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The one overriding halacha of the dyo (sofer’s ink) is that it must be absolutely black, through and through.  No other color can be mixed in, nor can it have any composite colors.  Black – pure and simple.

Although there are several ink recipes batted about amongst the Rishonim and Acharonim, everyone today makes ink from three basic ingredients:

The most curious ingredient of the lot is Gall Nut juice.  “What is a gall nut?” you may ask…

Some species of wasps (the Marble wasp, for example) lay their eggs in oak tree branches and twigs.  When the tree identifies a possible parasite has having moved in, it quickly grows a large knot, a “gall nut,” around the foreign body to isolate  it from doing more damage.

Oak Gall Nuts on the Tree

Oak Gall Nuts on the Tree

Interior of an Oak Gall Nut.  The White Ball on the Knife Tip is the Wasp Egg

Interior of an Oak Gall Nut. The White Ball on the Knife Tip is the Wasp Egg

Gall nuts are important because they are rich in tannic acid  The pure black tint of the ink results from the reaction between the tannic acid and iron sulfate.

There are a LOT of ink recipes out there.   This is the most basic one and is from the sefer Chasdei Dovid:

Crush the galls as finely as possible.

Mix all the ingredients together into a sturdy pot.

Cook the mixture for a long time on low to medium heat until you have only a gloopy sort of residue left.

Strain out all the solid material using a fine mesh.

Pour the strained residue into a clear glass bottle and seal it tightly.  Let it sit for about 6 months until it turns jet black.

If a Sofer doesn’t have 6 months to wait, or his wife doesn’t like him messing about in the kitchen with gall nuts and ferrous sulfate, the alternative is to buy ready-made ink.

Nahari Brand Safrus Ink - The MUCH Easier Way of Getting Ink!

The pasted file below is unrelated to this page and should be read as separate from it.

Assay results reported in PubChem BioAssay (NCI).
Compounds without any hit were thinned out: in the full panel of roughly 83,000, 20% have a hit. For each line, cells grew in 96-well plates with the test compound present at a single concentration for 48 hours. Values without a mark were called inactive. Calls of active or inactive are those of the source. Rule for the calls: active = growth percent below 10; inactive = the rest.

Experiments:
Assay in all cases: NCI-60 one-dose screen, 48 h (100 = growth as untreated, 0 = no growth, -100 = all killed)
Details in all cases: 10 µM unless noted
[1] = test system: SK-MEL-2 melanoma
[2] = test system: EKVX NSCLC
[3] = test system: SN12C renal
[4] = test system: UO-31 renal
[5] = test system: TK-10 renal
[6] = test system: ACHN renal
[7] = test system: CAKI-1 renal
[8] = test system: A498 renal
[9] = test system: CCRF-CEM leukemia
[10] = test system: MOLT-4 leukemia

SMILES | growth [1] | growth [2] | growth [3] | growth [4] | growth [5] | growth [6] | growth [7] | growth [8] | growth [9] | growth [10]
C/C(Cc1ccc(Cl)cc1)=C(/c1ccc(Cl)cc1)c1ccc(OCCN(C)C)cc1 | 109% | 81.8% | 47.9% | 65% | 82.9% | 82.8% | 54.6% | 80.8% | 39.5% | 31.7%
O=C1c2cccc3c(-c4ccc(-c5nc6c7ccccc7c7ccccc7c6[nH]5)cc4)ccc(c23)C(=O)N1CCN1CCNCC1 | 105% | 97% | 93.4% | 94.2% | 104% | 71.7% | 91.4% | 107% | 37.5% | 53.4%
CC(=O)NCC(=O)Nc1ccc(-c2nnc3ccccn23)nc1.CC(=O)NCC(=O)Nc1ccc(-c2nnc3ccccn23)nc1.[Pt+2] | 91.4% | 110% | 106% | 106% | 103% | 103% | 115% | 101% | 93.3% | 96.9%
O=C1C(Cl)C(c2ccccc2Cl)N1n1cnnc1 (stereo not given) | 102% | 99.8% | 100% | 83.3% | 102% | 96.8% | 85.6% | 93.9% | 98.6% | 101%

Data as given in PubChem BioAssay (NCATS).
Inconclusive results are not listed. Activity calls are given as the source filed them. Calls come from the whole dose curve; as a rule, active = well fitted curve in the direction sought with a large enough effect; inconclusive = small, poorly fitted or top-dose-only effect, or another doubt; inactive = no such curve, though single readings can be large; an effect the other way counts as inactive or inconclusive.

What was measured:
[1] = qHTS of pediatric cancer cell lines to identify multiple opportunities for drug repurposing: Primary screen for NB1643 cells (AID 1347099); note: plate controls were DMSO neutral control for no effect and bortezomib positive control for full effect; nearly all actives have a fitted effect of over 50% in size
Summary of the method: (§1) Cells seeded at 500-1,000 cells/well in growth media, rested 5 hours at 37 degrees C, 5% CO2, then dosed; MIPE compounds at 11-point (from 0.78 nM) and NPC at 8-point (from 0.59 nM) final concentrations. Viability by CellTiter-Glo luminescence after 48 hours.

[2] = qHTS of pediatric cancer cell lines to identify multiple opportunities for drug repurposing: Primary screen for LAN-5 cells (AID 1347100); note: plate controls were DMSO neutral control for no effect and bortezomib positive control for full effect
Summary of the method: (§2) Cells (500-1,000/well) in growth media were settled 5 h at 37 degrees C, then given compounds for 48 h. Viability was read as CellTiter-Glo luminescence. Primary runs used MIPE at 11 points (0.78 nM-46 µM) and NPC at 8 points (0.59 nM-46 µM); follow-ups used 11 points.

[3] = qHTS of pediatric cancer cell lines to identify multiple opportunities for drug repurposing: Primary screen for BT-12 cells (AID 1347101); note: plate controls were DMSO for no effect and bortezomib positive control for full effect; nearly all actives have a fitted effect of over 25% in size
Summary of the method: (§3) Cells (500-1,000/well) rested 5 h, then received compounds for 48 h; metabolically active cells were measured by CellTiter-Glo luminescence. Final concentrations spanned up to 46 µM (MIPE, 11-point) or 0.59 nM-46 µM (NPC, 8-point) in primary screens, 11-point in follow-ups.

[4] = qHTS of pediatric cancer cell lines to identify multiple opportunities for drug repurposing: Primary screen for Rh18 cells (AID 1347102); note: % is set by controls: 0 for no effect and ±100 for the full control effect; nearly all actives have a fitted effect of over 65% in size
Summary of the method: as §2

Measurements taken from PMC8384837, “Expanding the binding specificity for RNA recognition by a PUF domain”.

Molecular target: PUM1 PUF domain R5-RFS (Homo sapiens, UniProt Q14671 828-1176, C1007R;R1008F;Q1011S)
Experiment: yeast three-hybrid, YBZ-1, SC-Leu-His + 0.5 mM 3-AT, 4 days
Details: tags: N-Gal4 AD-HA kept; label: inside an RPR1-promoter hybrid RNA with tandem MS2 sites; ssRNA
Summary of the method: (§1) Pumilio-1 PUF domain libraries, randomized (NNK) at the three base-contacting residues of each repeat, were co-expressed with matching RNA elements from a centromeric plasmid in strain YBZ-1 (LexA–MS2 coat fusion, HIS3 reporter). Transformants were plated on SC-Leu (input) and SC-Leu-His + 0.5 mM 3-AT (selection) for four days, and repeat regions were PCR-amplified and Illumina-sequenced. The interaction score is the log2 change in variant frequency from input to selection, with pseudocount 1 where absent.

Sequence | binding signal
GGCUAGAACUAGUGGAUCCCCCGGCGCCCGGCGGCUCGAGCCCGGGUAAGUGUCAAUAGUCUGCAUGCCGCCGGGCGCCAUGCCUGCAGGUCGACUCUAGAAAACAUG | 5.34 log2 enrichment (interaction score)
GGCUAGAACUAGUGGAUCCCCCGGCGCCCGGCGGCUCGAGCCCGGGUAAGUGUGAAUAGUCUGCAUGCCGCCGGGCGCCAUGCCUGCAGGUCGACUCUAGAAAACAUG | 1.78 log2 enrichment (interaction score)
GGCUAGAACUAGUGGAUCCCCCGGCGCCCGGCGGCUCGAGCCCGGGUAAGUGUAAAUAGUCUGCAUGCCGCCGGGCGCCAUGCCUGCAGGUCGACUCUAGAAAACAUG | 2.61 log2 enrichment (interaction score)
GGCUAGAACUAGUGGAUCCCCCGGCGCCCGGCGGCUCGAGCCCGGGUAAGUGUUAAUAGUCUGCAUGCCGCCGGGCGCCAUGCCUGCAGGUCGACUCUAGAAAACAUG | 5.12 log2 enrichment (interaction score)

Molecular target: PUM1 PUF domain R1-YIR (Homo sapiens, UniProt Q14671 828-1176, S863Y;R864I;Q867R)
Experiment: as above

Nahari Brand Safrus Ink - The MUCH Easier Way of Getting Ink!

The commercially produced safrus ink is pretty good, but tends to dry out.  I have to add water to it to it regularly.  On the other hand, it is much more stable than the homemade stuff, which can develop mold and other odd afflictions.

Another advantage of the commercially available ink is that it has a matte finish (well, at least all the ink I’ve ever bought).  Many sofrim like to make or buy very glossy ink because it looks nice against the white parchment.   I don’t like glossy ink because it’s reflectivity annoys many a baal korei.

Next up – making the quill…


  1. Thank you very much for explaining the source of the “gall-nut” and its chemical interaction to create the black ink. I have wondered for some time what this substance was and how it was obtained. Oak forests were once found in northern Israel, until fairly recently (Ottoman period).

    Comment by Yonatan — July 18, 2010 @ 10:55 am

  2. I am not a sofer but an excellent ink is pure carbon black made by Noodlers and it is available in the US. It is absolutely permanent.

    Comment by Melvin Greenblatt — March 18, 2011 @ 12:51 am

  3. Why don’t the soferim use the old recipe that the rambam brings that consists of soot, gum arabic, and honey? It is not acidic which ruins the torah, and it doesn’t fade!

    Comment by chanan — July 22, 2011 @ 3:50 pm

  4. Dear Rabbi Bloomenstiel, shlit”a

    1. Is the iron sulfate ferrous (Fe++) or ferric (Fe+++)

    2. I am looking for a reference as to the pen-strokes
    for each letter, alef to tof, and the final letters.

    Thankyou. Good Yom-Tov

    Jonathan S. Tutleman, Los Angeles, 323-935-3063

    Comment by jonathan tutleman — May 1, 2013 @ 6:11 pm

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